The new task force will be drawn from existing staff, and will include 17 FTC attorneys. Many have expertise in areas such as online advertising, social networking, mobile systems and platform businesses, the agency said. The task force also will include a technology fellow, who could help fill what critics view as a gap in the agency’s expertise.

FTC officials said they couldn’t discuss specific cases they would be examining. But they said they would consider breaking up past merger deals that are creating harms.

Big internet companies were generally staying mum on the task force. Facebook, Google and Amazon all declined to comment.

Ed Black, president of the Computer and Communications Industry Association, said his group welcomed the creation of the group, hoping it would lead to better understanding of technology-market dynamics. “We look forward to working with the task force to ensure the best outcomes for consumers,” he said.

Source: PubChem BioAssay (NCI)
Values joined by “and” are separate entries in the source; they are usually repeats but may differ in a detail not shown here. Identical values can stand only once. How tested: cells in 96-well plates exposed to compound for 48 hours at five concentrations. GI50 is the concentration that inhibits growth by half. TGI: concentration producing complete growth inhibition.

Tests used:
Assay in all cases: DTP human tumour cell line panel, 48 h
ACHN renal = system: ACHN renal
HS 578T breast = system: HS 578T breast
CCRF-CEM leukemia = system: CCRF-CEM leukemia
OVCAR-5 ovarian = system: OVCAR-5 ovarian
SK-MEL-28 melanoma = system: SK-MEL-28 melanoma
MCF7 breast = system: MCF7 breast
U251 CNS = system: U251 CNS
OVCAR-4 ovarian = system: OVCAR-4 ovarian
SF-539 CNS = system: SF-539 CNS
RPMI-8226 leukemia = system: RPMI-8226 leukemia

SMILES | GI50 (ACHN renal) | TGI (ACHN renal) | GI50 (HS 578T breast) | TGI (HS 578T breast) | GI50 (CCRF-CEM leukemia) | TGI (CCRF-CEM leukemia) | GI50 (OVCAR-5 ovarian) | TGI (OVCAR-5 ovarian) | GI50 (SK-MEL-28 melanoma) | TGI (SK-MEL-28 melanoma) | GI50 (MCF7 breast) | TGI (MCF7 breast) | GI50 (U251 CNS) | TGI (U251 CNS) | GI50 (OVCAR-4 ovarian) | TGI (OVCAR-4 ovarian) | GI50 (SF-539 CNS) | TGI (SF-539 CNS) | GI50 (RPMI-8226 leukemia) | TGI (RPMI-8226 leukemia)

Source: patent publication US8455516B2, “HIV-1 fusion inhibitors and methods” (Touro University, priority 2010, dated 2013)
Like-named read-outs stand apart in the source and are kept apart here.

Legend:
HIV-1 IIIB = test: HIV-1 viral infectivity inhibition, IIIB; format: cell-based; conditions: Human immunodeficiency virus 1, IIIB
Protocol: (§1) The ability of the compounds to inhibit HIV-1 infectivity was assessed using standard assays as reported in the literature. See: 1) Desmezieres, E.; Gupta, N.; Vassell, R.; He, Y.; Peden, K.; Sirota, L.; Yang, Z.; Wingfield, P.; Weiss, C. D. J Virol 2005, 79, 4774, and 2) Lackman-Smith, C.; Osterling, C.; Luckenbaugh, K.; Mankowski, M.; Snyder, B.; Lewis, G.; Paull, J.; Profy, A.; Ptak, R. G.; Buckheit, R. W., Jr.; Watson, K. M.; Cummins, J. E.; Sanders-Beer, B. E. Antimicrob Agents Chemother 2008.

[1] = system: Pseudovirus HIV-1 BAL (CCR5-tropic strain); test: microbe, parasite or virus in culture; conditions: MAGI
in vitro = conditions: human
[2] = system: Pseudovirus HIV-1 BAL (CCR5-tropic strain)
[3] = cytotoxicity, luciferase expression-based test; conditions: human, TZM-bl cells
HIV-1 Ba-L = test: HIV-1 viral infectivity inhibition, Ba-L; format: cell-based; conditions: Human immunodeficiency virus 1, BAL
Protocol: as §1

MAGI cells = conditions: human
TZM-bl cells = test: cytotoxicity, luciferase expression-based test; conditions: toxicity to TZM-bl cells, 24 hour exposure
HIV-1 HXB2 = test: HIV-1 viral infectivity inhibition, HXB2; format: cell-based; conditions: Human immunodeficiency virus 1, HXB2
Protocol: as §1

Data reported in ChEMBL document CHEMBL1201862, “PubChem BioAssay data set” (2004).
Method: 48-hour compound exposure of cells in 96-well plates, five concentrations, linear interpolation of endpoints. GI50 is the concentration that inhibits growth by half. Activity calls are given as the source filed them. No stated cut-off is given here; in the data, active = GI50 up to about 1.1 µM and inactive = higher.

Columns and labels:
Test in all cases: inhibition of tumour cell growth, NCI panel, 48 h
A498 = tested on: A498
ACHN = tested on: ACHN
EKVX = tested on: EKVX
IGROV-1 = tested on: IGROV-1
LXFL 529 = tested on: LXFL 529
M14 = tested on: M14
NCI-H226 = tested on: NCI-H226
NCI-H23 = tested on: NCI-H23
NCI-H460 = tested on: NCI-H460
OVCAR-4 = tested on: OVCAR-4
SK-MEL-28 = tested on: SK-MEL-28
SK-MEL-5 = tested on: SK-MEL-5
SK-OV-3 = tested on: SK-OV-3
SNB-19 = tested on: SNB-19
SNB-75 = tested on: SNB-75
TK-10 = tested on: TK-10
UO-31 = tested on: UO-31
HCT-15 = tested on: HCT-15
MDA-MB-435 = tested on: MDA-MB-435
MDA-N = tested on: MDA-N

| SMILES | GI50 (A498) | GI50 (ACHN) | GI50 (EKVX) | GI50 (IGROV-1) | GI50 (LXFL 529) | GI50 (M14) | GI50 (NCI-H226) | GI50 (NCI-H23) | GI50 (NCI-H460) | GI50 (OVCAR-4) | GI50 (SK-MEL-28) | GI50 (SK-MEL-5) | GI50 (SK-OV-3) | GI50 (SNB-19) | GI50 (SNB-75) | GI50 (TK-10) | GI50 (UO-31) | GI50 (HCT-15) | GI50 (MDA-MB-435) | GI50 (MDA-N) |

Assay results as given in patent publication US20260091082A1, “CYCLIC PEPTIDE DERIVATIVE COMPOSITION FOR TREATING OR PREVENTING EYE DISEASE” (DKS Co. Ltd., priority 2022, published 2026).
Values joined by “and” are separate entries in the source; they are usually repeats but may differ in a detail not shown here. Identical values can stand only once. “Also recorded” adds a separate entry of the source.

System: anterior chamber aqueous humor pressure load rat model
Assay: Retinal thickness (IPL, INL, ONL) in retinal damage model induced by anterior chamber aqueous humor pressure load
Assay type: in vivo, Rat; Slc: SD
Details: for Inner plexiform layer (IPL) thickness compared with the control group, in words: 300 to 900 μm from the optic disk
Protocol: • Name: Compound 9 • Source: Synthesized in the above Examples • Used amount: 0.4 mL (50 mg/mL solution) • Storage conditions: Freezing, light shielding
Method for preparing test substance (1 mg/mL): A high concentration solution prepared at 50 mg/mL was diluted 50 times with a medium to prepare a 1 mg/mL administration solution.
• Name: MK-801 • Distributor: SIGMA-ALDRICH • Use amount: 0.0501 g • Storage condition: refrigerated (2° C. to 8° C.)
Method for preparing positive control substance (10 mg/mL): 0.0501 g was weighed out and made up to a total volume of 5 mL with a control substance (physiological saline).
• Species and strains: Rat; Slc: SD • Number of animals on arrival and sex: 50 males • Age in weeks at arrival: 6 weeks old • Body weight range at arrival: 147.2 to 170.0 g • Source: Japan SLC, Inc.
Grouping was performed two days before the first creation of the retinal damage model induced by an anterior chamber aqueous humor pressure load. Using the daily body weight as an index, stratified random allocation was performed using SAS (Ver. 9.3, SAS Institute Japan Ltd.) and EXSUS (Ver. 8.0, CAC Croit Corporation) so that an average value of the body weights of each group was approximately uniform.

Some tech advocates contend that cracking down on the tech sector could backfire for consumers as well as the economy, stifling innovation and growth.

The FTC’s action comes as some consumer advocates—as well as some politicians, particularly on the left—have begun urging breakups of some of the big tech companies, including Facebook.

Marc Rotenberg, president of the Electronic Privacy Information Center, said his group was glad to see the FTC’s announcement, but added that the task force “is no substitute for meaningful enforcement.” His group is among a number of activist organizations that have urged the FTC to require breakup of Facebook in response to its privacy missteps.